The Second-Price Auction Solves King Solomon'S Dilemma
Consider the problem of allocating k identical, indivisible objects among n agents, where k is less than n. The planner's objective is to give the objects to the top k valuation agents at zero costs to the planner and the agents. Each agent knows her own valuation of the object and whether it is among the top k. Modify the (k+1)st-price sealed-bid auction by introducing a small participation fee and the option not to participate in it. This strikingly simple mechanism (modified auction) implements the desired outcome in iteratively weakly undominated strategies. Moreover, no pair of agents can profitably deviate from the equilibrium by coordinating their strategies or bribing each other.
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Volume (Year): 63 (2012)
Issue (Month): 3 (09)
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References listed on IDEAS
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- Perry, M. & Reny, P.J., 1995.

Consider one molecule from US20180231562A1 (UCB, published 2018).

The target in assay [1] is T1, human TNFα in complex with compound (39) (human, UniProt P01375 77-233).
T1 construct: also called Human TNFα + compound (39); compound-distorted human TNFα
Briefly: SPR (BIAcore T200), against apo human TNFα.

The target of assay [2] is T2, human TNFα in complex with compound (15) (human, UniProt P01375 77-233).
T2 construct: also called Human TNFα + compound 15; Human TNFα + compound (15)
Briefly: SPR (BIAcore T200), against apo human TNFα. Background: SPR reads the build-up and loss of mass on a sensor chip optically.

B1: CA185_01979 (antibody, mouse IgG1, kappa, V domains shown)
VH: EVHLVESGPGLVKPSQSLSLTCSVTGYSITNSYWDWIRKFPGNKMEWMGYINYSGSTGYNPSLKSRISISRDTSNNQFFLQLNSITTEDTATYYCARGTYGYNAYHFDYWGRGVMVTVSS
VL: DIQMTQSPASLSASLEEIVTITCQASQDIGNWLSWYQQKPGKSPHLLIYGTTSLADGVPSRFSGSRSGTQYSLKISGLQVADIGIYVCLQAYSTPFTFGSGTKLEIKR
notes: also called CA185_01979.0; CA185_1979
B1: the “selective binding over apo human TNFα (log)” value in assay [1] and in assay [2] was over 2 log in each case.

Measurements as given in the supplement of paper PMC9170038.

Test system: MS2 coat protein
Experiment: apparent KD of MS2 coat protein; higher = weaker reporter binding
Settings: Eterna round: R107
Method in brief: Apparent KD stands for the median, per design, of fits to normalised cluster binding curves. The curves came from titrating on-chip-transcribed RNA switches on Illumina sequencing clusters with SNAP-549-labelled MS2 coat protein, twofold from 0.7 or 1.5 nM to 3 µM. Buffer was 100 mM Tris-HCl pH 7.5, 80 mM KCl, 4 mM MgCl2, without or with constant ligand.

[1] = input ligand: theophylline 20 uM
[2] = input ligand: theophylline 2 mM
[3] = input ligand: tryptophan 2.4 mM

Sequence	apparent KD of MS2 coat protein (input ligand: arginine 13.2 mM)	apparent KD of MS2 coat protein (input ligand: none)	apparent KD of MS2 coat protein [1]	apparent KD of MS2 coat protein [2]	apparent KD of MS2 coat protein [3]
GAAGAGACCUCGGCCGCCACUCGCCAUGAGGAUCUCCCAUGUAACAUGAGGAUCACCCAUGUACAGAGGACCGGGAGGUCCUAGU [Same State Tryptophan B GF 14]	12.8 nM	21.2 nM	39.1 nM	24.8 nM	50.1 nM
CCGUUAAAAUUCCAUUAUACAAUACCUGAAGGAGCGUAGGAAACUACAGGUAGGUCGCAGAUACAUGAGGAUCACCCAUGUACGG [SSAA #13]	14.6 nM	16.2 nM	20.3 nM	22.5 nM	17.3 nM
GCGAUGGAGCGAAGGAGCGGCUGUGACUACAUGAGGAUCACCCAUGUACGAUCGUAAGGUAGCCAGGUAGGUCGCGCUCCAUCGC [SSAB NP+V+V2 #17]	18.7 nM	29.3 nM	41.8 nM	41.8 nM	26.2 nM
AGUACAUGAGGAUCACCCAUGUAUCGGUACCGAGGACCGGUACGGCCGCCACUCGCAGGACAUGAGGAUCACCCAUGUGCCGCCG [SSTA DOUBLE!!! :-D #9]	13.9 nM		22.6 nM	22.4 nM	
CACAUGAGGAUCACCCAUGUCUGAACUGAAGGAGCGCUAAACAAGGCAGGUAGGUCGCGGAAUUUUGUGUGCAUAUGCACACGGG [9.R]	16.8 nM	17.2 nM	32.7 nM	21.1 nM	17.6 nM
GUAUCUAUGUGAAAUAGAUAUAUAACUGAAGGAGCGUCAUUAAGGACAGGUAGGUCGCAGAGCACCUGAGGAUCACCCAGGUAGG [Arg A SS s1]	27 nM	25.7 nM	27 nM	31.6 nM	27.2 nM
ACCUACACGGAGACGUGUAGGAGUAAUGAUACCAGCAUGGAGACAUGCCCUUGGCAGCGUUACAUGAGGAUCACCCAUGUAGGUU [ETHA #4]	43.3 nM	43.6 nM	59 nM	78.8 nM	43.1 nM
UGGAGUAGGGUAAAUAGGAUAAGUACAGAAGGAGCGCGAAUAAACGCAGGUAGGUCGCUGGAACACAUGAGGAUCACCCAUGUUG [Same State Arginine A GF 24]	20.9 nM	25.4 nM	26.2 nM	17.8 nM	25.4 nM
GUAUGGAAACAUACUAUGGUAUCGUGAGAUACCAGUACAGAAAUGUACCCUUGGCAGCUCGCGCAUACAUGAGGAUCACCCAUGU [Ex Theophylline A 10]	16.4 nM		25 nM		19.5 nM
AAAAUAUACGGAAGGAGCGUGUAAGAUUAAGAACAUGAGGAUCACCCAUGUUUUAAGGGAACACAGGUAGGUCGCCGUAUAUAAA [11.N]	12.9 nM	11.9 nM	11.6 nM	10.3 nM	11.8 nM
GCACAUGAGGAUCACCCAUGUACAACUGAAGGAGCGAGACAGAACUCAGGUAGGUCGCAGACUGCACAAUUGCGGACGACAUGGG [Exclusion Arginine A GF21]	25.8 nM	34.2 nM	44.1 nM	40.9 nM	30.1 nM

"A general solution to king Solomon's dilemma,"
1995-81, Tilburg University, Center for Economic Research.
- Bag, Parimal Kanti & Sabourian, Hamid, 2005.
"Distributing awards efficiently: More on King Solomon's problem,"
Games and Economic Behavior,
Elsevier, vol. 53(1), pages 43-58, October.
- Bag, P.K. & Sabourian, H., 2004. "Distributing Awards Efficiently: More on King Solomon’s Problem," Cambridge Working Papers in Economics 0418, Faculty of Economics, University of Cambridge.
- Parimal Kanti Bag; Hamid Sabourian, 2004. "Distributing Awards Efficiently: More on King Solomon's Problem," Econometric Society 2004 North American Summer Meetings 257, Econometric Society.
- Olszewski, Wojciech, 2003. "A simple and general solution to King Solomon's problem," Games and Economic Behavior, Elsevier, vol. 42(2), pages 315-318, February.
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